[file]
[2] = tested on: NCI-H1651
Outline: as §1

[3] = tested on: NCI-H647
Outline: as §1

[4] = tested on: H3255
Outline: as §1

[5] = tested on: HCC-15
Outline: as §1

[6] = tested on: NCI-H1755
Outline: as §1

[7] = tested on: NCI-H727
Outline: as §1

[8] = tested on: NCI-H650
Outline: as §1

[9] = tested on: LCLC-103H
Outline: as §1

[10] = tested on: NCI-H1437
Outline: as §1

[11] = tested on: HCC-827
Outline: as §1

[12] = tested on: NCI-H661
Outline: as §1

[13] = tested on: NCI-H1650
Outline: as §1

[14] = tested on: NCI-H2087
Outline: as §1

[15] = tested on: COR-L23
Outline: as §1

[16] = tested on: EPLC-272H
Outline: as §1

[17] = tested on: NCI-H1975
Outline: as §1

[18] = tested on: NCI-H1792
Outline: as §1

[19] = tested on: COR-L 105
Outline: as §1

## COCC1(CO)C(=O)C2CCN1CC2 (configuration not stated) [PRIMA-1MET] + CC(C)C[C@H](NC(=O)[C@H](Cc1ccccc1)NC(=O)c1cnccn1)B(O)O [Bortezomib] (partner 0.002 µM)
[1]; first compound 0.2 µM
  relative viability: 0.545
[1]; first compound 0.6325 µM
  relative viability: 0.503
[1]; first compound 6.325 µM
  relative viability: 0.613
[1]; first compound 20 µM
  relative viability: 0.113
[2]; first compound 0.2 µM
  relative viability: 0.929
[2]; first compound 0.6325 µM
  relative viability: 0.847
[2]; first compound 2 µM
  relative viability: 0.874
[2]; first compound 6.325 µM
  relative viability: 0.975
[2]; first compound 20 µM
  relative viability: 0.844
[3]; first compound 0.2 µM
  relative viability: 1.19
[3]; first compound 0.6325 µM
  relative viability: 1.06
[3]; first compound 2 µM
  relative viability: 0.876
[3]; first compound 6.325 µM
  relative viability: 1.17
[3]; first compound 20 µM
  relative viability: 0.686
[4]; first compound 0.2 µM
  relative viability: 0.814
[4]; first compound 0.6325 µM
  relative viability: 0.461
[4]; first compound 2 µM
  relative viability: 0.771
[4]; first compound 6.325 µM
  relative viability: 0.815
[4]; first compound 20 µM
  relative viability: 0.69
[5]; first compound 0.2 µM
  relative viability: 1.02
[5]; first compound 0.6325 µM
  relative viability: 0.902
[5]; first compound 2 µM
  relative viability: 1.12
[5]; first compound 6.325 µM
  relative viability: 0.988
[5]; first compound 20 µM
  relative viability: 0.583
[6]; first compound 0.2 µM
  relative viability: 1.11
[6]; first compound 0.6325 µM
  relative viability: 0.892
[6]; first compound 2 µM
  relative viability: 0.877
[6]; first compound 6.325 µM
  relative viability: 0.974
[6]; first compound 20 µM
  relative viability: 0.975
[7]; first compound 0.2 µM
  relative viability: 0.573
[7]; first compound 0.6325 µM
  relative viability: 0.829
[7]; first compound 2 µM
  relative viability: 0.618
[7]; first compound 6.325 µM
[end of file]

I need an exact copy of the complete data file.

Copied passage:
[2] = tested on: NCI-H1651
Outline: as §1

[3] = tested on: NCI-H647
Outline: as §1

[4] = tested on: H3255
Outline: as §1

[5] = tested on: HCC-15
Outline: as §1

[6] = tested on: NCI-H1755
Outline: as §1

[7] = tested on: NCI-H727
Outline: as §1

[8] = tested on: NCI-H650
Outline: as §1

[9] = tested on: LCLC-103H
Outline: as §1

[10] = tested on: NCI-H1437
Outline: as §1

[11] = tested on: HCC-827
Outline: as §1

[12] = tested on: NCI-H661
Outline: as §1

[13] = tested on: NCI-H1650
Outline: as §1

[14] = tested on: NCI-H2087
Outline: as §1

[15] = tested on: COR-L23
Outline: as §1

[16] = tested on: EPLC-272H
Outline: as §1

[17] = tested on: NCI-H1975
Outline: as §1

[18] = tested on: NCI-H1792
Outline: as §1

[19] = tested on: COR-L 105
Outline: as §1

## COCC1(CO)C(=O)C2CCN1CC2 (configuration not stated) [PRIMA-1MET] + CC(C)C[C@H](NC(=O)[C@H](Cc1ccccc1)NC(=O)c1cnccn1)B(O)O [Bortezomib] (partner 0.002 µM)
[1]; first compound 0.2 µM
  relative viability: 0.545
[1]; first compound 0.6325 µM
  relative viability: 0.503
[1]; first compound 6.325 µM
  relative viability: 0.613
[1]; first compound 20 µM
  relative viability: 0.113
[2]; first compound 0.2 µM
  relative viability: 0.929
[2]; first compound 0.6325 µM
  relative viability: 0.847
[2]; first compound 2 µM
  relative viability: 0.874
[2]; first compound 6.325 µM
  relative viability: 0.975
[2]; first compound 20 µM
  relative viability: 0.844
[3]; first compound 0.2 µM
  relative viability: 1.19
[3]; first compound 0.6325 µM
  relative viability: 1.06
[3]; first compound 2 µM
  relative viability: 0.876
[3]; first compound 6.325 µM
  relative viability: 1.17
[3]; first compound 20 µM
  relative viability: 0.686
[4]; first compound 0.2 µM
  relative viability: 0.814
[4]; first compound 0.6325 µM
  relative viability: 0.461
[4]; first compound 2 µM
  relative viability: 0.771
[4]; first compound 6.325 µM
  relative viability: 0.815
[4]; first compound 20 µM
  relative viability: 0.69
[5]; first compound 0.2 µM
  relative viability: 1.02
[5]; first compound 0.6325 µM
  relative viability: 0.902
[5]; first compound 2 µM
  relative viability: 1.12
[5]; first compound 6.325 µM
  relative viability: 0.988
[5]; first compound 20 µM
  relative viability: 0.583
[6]; first compound 0.2 µM
  relative viability: 1.11
[6]; first compound 0.6325 µM
  relative viability: 0.892
[6]; first compound 2 µM
  relative viability: 0.877
[6]; first compound 6.325 µM
  relative viability: 0.974
[6]; first compound 20 µM
  relative viability: 0.975
[7]; first compound 0.2 µM
  relative viability: 0.573
[7]; first compound 0.6325 µM
  relative viability: 0.829
[7]; first compound 2 µM
  relative viability: 0.618
[7]; first compound 6.325 µM